The content availability determination procedure enables the mobile station 100 to determine the availability of a particular BCMCS stream. The serving RBS 46 may transmit content availability information to the MS in overhead messages. If the mobile station 100 cannot find the content availability information from the overhead messages, the mobile station 100 may request the desired BCMCS stream by making a BCMCS registration request.
The mobile station 100 uses a BCMCS registration procedure to request delivery of a BCMCS stream. In cdma200 networks, the BCMCS registration request is sent by the mobile station 100 to the serving RBS 36 over the Random Access Channel (RACH) or Enhanced Random Access Channel (REACH). If a bearer path between the BCMCS-CS 28 and the RBS 46 is not established, the RBS 46 in cooperation with the BCMCS-CS 28 will establish a bearer path. Once the mobile station 100 begins receiving the BCMCS stream, the RBS 46 may require the mobile station 100 to periodically re-register. Periodic registration allows the RBS 46 to stop broadcasting a BCMCS stream when there are no mobile station 100 receiving the stream.
The mobile station 100 may perform a BCMCS deregistration procedure to notify the RBS 46 that the mobile station 100 is no longer monitoring the BCMCS stream. Deregistration may also occur via time out at the RBS 46 if the deregistration timer for the mobile station 100 expires.
The broadcast channel (BCH) for transmitting a BCMCS stream over the air interface may be a shared channel or a dedicated channel. The BCH, in general, will have a forward link but no reverse link. In cdma2000 systems, the broadcast channel may comprise one or more forward supplemental channels (F-SCH). Also, the BCH could be carried over a shared packet data channel, such as the forward packet data channel F-PDCH in cdma2000. The BCH carries packets containing the BCMCS content generated by the BCMCS-CS 28. The BCH can also carry forward-link signaling messages. Each BCMCS stream is associated with an identifier called a BCMCS Flow ID.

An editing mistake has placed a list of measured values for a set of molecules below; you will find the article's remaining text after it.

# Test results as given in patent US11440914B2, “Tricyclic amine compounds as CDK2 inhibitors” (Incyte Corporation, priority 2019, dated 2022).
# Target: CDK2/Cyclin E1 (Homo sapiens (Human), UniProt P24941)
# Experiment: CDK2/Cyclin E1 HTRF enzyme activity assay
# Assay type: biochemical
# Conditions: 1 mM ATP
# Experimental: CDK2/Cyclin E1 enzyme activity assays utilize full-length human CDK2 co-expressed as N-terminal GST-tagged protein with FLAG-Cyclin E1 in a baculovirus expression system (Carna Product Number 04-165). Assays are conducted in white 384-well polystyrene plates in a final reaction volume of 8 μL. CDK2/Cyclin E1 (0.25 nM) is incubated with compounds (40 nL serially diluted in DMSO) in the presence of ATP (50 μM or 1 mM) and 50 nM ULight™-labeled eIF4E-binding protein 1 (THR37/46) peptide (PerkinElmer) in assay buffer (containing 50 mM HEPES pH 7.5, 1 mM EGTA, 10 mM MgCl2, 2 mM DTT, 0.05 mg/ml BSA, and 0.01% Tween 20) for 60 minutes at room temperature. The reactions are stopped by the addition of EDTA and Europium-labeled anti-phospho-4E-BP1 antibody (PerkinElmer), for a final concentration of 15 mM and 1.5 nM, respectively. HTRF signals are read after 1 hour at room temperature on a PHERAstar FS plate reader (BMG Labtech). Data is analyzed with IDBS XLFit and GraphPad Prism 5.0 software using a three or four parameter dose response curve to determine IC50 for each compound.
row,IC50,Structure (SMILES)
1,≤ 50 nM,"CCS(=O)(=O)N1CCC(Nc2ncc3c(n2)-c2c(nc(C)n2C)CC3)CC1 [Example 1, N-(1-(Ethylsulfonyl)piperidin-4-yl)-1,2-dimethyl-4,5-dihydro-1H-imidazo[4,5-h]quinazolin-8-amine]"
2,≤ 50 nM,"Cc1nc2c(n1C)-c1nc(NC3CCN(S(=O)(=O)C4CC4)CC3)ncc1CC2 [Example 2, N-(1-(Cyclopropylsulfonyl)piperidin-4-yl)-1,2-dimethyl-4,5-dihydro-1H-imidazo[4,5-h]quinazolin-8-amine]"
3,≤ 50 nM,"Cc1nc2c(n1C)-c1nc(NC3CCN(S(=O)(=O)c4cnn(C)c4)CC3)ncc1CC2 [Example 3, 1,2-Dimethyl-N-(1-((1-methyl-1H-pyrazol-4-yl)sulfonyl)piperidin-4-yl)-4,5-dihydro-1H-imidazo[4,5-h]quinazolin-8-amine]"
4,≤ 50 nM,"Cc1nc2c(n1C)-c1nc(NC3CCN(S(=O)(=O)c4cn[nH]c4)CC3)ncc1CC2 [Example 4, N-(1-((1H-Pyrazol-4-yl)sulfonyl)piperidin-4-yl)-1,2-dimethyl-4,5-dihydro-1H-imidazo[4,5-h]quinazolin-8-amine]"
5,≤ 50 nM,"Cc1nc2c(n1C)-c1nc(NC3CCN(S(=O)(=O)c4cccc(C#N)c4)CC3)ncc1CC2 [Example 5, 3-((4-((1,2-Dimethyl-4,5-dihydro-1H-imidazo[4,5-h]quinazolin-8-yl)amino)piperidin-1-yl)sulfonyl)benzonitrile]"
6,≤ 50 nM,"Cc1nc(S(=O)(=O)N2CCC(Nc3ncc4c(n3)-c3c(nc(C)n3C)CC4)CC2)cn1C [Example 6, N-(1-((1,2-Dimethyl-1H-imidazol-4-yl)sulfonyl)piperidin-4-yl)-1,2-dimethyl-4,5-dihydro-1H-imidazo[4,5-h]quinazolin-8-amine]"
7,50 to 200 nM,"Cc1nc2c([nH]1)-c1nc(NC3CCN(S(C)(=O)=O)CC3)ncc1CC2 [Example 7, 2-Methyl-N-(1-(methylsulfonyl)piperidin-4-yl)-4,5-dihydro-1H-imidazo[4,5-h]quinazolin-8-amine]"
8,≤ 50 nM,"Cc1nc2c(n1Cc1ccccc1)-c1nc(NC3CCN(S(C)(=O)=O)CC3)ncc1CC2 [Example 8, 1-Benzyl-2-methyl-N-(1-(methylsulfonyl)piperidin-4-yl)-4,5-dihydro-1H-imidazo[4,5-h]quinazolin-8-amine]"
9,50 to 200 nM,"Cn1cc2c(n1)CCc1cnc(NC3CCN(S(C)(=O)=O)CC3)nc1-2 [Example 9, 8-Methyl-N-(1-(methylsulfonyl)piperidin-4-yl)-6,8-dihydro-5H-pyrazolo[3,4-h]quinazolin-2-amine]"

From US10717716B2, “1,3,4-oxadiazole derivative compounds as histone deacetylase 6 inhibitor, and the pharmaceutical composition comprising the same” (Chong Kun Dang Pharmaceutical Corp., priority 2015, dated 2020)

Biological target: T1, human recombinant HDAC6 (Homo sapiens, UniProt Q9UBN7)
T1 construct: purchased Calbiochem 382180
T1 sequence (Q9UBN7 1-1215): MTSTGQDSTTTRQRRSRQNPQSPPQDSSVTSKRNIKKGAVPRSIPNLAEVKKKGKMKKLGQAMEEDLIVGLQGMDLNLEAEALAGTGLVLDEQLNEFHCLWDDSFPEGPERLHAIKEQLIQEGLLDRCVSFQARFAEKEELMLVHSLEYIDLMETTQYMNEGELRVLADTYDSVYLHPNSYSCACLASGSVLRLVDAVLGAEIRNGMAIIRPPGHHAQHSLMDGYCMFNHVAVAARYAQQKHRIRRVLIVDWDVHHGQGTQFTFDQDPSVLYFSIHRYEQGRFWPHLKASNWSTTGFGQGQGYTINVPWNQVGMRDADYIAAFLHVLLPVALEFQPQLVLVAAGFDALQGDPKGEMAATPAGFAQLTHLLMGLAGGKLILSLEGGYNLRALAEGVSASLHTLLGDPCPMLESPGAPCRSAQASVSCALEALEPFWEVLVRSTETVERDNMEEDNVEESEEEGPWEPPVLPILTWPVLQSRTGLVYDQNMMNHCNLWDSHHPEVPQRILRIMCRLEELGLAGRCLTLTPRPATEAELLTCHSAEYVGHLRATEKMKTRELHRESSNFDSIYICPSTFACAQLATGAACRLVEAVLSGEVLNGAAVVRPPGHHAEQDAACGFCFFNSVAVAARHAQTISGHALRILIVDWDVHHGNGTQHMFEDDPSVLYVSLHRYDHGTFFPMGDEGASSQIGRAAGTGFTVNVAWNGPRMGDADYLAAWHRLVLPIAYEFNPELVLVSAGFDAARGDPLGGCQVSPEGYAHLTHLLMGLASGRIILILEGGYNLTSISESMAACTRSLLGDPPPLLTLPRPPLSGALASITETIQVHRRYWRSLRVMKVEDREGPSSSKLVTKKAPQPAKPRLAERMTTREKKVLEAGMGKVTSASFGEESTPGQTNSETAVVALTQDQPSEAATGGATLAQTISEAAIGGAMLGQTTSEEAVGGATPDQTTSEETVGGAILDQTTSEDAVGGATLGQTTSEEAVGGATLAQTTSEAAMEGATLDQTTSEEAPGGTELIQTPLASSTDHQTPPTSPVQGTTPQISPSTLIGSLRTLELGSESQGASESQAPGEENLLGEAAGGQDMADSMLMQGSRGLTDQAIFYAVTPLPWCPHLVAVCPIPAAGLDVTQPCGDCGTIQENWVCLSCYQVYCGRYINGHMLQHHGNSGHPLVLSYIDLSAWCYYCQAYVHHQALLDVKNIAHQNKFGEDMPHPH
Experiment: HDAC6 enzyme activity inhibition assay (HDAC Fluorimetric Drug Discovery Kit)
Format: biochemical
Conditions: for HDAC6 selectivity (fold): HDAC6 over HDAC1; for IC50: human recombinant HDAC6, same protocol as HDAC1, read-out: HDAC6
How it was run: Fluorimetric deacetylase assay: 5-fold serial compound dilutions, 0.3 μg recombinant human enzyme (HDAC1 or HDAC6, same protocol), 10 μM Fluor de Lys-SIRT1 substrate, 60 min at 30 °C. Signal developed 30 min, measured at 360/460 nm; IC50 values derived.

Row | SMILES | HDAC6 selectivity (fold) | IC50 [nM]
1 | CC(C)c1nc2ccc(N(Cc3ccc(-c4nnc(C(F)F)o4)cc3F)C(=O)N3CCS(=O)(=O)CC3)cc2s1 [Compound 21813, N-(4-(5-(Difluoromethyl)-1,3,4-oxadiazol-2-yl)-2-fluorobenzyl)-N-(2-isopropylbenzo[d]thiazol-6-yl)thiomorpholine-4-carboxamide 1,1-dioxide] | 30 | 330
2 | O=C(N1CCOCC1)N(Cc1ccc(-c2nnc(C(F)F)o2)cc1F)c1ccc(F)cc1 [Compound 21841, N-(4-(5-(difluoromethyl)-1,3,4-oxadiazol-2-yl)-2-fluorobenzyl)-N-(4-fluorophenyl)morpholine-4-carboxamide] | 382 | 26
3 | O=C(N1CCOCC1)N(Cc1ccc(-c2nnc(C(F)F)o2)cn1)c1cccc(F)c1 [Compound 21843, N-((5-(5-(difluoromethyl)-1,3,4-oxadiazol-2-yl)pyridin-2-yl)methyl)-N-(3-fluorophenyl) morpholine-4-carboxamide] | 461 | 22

When a mobile station 100 receiving a broadcast stream from a cell or sector from an RBS 46 in the network 10 adds to its active set another cell or sector from another RBS 46 serving the same broadcast stream, the mobile station 100 performs an autonomous soft handoff.
As shown in
In a preferred embodiment of the invention, the mobile station 100 handoffs autonomously based on the pilot strength measurements from neighboring base stations and/or other channel quality statistics. To improve system performance, it is desirable to support soft handoff by a mobile station 100 receiving a broadcast stream to enable soft-combining at the mobile station 100. When the mobile station 100 moves between sectors served by the same base station, or between sectors in two different base stations served by the same BSC 44, conventional soft-handoff procedures can be used. It is also desirable to support soft handoff across BSC boundaries, which is referred to herein as an inter-BSC handoff.
The present invention provides procedures that can be implemented by the base stations 50 in network 10 to support autonomous soft handoff by a mobile station 100 across BSC boundaries. Soft handoff requires that the transmission of broadcast streams be coordinated between participating base stations 50. The BCMCS Flow ID is known to the PDSN 22, base stations 50, and mobile station 100 and can be used to coordinate the broadcast stream content and broadcast parameters. Some of the broadcast parameters that need to be coordinated include:
In one exemplary embodiment of the invention, a peer-to-peer or distributed control approach is used to coordinate broadcast parameters. Using the peer-to-peer approach, each base station 50 includes a broadcast service function 64 (
Certain predetermined broadcast coordination events may trigger the base station 50 to initiate a broadcast parameter coordination process as described above. Possible triggers for broadcast parameter coordination include: